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Chasing Tarantino: An Interview with Con Christopoulos by Kent Hill

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What price do you put on a dream? How much do you give, day after lonely day, on the steady climb toward that magical vision that no one else can see . . . but you? The truth is we all started that way. Then you learn that if you dream in one hand and crap in the other – one fills much quicker. The chances you are given dictate some of your rise, while luck, that iconic variable which many still refuse to acknowledge as an important player in their ensemble equaling in triumph, can also see you cross the finish line just as effectively. Being in the right place, at the right time.

Yet, the main forces that drive those with an obsession to see their dreams realized on film are hunger . . . and heart. So, I give to you the story of Con Christopoulos – a man whose relentless courage, determination and passion was at once inspiring, gravitating and above all, infectious. Con’s drive – the sheer pleasure that emotes from his lips while talking about the victories and defeats he has known along the path to unleashing his cinematic voice upon the world is simply staggering. I have seldom met others like myself – those faced with impossible odds and uncertain conditions in the seas before us as our voyage continues – that has exhibited so completely all of the pure exuberance and discipline required to see the journey through to that glorious moment, when the house lights dip, and the screen fills with all you have. The grand total of a life spent loving movies.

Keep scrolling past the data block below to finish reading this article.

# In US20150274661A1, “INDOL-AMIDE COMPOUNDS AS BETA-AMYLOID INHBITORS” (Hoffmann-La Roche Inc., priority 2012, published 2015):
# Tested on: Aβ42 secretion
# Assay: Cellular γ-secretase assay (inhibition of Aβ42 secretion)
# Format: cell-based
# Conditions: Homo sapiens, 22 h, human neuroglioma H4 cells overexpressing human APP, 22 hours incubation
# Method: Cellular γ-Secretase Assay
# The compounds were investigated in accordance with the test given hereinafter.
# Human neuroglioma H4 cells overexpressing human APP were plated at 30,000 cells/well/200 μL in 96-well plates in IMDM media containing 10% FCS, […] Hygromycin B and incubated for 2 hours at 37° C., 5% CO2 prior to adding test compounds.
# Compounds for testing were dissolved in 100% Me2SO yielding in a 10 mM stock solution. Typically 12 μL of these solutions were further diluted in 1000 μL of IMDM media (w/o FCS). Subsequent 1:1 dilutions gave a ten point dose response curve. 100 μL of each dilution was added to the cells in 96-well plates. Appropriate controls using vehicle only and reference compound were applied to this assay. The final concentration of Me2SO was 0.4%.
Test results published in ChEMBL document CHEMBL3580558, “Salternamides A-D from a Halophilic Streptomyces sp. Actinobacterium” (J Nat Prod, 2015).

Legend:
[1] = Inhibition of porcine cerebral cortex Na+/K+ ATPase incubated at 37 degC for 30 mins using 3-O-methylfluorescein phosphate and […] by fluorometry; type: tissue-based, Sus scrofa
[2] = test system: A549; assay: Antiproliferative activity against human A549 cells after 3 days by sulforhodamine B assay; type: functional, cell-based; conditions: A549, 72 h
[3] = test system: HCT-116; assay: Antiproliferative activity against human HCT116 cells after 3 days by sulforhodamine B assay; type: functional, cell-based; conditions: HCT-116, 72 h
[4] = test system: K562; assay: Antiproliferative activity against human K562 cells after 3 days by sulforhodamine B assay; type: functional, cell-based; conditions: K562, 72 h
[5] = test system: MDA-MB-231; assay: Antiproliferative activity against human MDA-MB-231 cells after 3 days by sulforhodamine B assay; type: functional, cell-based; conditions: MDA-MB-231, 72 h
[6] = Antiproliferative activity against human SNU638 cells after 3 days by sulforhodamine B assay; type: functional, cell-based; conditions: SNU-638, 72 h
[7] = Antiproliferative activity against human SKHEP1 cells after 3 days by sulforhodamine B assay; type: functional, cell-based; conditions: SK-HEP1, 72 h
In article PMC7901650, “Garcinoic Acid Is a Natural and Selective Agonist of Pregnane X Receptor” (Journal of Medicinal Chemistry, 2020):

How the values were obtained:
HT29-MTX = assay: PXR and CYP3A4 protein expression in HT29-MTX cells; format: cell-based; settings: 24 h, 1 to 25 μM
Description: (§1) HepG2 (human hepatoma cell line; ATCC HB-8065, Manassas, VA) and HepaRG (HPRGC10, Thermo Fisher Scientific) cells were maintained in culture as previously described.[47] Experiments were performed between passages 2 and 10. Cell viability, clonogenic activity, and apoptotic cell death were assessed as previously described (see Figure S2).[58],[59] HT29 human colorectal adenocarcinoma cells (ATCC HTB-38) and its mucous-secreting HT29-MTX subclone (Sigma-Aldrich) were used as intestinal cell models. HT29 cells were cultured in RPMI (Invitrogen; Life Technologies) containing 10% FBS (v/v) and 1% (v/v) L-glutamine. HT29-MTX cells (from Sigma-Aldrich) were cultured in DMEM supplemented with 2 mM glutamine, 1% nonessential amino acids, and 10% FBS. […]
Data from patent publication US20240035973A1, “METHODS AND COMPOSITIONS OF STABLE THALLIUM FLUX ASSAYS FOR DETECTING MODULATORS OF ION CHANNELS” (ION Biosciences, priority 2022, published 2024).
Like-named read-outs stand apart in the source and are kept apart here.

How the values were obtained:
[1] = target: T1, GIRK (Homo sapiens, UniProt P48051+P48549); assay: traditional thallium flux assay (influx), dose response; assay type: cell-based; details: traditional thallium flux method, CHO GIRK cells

I first encountered Con when I saw a Facebook post and a video entitled Chasing Tarantino. I sat and watched in amazement as the man on the clip boldly declared, most convincingly I might add, that he had a truly captivating story and was desperately seeking passage into the halls of power, where the mighty QT might be sitting, idly waiting, for the next big thing. As intrigued as I was curious, I contacted Con and asked to read his opus. It was then he told me that he had pitched the idea to Australian genre-film legend Roger Ward. Ward had apparently warmed to the concept and said if the film ever materialized, he would be on board. After hearing this and reading the material I automatically thought of the great Ozploitation director, Brian Trenchard-Smith. I told Con I would attempt to reach out to Brian with the hopes he might at least have a glance at the treatment and offer some feedback.

To my delight he did just that. He was critical but constructive, as Brian always is, and it does one good to have notes from the masters. You move forward with a new sense of purpose and a rejuvenating feeling coursing through your body, fortified a little more before again breaking camp, trying once more to reach the summit.